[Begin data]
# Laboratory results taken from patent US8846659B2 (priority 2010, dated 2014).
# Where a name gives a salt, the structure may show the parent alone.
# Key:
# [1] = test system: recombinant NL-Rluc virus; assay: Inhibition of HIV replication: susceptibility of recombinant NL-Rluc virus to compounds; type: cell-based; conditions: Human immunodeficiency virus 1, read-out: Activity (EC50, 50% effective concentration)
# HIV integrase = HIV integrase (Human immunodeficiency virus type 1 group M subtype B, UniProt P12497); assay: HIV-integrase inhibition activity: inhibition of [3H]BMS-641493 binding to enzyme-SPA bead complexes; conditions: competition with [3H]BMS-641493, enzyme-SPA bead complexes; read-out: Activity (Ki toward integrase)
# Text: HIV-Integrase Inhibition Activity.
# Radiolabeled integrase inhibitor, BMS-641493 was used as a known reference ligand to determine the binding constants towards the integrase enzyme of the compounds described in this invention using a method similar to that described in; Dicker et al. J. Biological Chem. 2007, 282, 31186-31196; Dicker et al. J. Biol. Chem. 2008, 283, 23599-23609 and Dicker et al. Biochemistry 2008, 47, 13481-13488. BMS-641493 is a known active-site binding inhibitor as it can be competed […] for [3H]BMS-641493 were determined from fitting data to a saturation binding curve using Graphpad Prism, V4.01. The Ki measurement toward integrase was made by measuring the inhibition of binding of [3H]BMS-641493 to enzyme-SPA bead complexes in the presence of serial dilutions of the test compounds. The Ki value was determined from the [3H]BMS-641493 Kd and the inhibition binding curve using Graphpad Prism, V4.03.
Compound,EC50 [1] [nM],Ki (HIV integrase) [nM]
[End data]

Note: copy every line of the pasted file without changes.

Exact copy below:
# Laboratory results taken from patent US8846659B2 (priority 2010, dated 2014).
# Where a name gives a salt, the structure may show the parent alone.
# Key:
# [1] = test system: recombinant NL-Rluc virus; assay: Inhibition of HIV replication: susceptibility of recombinant NL-Rluc virus to compounds; type: cell-based; conditions: Human immunodeficiency virus 1, read-out: Activity (EC50, 50% effective concentration)
# HIV integrase = HIV integrase (Human immunodeficiency virus type 1 group M subtype B, UniProt P12497); assay: HIV-integrase inhibition activity: inhibition of [3H]BMS-641493 binding to enzyme-SPA bead complexes; conditions: competition with [3H]BMS-641493, enzyme-SPA bead complexes; read-out: Activity (Ki toward integrase)
# Text: HIV-Integrase Inhibition Activity.
# Radiolabeled integrase inhibitor, BMS-641493 was used as a known reference ligand to determine the binding constants towards the integrase enzyme of the compounds described in this invention using a method similar to that described in; Dicker et al. J. Biological Chem. 2007, 282, 31186-31196; Dicker et al. J. Biol. Chem. 2008, 283, 23599-23609 and Dicker et al. Biochemistry 2008, 47, 13481-13488. BMS-641493 is a known active-site binding inhibitor as it can be competed […] for [3H]BMS-641493 were determined from fitting data to a saturation binding curve using Graphpad Prism, V4.01. The Ki measurement toward integrase was made by measuring the inhibition of binding of [3H]BMS-641493 to enzyme-SPA bead complexes in the presence of serial dilutions of the test compounds. The Ki value was determined from the [3H]BMS-641493 Kd and the inhibition binding curve using Graphpad Prism, V4.03.
Compound,EC50 [1] [nM],Ki (HIV integrase) [nM]